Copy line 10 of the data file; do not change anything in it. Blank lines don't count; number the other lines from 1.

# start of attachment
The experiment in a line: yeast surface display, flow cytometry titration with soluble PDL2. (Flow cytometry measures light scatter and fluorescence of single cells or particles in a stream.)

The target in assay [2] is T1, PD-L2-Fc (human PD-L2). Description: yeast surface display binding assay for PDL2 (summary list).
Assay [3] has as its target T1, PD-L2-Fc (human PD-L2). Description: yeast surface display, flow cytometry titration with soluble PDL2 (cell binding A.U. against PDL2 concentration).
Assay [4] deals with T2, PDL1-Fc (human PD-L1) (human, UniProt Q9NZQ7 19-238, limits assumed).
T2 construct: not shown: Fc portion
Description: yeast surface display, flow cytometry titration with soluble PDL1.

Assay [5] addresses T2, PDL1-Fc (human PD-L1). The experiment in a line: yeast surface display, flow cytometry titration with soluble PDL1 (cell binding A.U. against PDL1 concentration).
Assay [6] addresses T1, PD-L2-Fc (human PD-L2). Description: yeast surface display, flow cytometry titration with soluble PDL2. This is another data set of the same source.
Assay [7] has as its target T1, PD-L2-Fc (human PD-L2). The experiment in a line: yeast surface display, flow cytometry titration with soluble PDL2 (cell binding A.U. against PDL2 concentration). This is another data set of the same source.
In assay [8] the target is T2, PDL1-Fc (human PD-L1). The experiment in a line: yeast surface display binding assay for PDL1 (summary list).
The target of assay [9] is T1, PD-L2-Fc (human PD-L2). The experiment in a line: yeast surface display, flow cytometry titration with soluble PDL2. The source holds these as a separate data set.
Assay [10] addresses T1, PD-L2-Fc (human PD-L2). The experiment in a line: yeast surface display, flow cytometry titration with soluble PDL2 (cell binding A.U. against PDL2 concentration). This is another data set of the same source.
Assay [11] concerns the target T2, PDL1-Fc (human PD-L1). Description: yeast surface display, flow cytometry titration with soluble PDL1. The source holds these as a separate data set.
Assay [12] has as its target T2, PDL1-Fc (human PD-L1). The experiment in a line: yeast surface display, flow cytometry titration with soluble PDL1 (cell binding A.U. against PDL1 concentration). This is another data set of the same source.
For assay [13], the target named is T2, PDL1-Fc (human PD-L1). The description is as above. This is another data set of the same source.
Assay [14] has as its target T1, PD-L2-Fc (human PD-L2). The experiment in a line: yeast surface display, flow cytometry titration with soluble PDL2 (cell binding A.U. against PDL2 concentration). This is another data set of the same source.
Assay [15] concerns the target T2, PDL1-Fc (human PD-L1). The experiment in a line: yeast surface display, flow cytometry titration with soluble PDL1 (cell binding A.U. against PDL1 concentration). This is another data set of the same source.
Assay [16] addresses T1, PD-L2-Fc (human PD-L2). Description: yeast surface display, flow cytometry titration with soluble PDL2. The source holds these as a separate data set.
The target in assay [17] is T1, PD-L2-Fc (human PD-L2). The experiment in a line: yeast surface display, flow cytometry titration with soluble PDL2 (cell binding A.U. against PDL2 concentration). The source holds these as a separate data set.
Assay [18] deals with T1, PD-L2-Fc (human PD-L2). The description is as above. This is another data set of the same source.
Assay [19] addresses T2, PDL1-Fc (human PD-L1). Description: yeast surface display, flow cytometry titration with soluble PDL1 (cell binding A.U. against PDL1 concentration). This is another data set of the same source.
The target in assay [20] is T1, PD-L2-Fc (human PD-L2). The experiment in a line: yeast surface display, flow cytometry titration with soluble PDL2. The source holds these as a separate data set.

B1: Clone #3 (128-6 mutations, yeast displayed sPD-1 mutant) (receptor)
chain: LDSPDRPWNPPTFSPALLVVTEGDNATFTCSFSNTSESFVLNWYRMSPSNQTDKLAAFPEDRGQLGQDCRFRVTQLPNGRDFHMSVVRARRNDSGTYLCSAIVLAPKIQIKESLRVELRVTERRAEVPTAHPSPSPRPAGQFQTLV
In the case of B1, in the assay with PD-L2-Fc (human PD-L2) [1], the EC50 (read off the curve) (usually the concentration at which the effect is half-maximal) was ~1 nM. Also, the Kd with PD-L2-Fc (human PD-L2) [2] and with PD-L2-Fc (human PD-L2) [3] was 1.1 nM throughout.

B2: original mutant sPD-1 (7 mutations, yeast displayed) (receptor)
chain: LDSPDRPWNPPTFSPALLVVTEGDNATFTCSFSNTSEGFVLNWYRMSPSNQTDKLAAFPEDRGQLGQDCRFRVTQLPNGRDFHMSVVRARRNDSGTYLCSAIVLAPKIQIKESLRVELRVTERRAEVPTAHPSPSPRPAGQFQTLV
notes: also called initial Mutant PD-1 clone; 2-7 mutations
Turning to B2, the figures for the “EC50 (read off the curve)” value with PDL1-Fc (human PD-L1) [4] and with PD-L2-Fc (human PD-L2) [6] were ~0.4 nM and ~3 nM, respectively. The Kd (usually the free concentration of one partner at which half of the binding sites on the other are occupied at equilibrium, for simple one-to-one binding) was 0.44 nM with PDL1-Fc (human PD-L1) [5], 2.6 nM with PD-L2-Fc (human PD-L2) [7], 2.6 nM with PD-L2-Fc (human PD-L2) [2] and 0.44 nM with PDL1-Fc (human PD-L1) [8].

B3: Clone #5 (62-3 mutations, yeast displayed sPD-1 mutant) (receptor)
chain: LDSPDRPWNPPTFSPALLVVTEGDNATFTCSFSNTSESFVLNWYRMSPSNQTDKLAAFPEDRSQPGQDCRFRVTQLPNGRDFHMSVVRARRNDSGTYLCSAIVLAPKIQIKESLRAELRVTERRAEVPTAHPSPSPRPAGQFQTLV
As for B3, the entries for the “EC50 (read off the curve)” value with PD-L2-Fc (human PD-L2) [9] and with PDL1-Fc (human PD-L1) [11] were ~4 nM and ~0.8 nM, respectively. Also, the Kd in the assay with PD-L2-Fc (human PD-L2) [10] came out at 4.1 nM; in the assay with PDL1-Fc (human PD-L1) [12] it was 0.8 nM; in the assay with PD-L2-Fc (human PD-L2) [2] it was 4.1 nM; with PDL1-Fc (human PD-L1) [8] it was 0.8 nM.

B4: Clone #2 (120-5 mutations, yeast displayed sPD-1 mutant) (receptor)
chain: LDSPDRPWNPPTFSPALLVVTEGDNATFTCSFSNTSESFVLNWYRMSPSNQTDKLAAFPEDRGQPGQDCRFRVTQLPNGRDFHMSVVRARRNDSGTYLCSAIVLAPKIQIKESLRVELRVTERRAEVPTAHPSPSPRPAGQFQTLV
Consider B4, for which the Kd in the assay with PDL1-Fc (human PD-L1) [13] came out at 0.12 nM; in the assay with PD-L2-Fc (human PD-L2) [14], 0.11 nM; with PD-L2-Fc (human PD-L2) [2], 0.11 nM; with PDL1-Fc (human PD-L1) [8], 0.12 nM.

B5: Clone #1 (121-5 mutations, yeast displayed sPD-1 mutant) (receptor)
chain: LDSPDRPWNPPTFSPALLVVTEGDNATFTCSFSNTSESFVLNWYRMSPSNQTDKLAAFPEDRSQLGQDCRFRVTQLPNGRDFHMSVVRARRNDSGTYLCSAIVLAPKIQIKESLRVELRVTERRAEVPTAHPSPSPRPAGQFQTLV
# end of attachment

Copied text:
In assay [8] the target is T2, PDL1-Fc (human PD-L1). The experiment in a line: yeast surface display binding assay for PDL1 (summary list).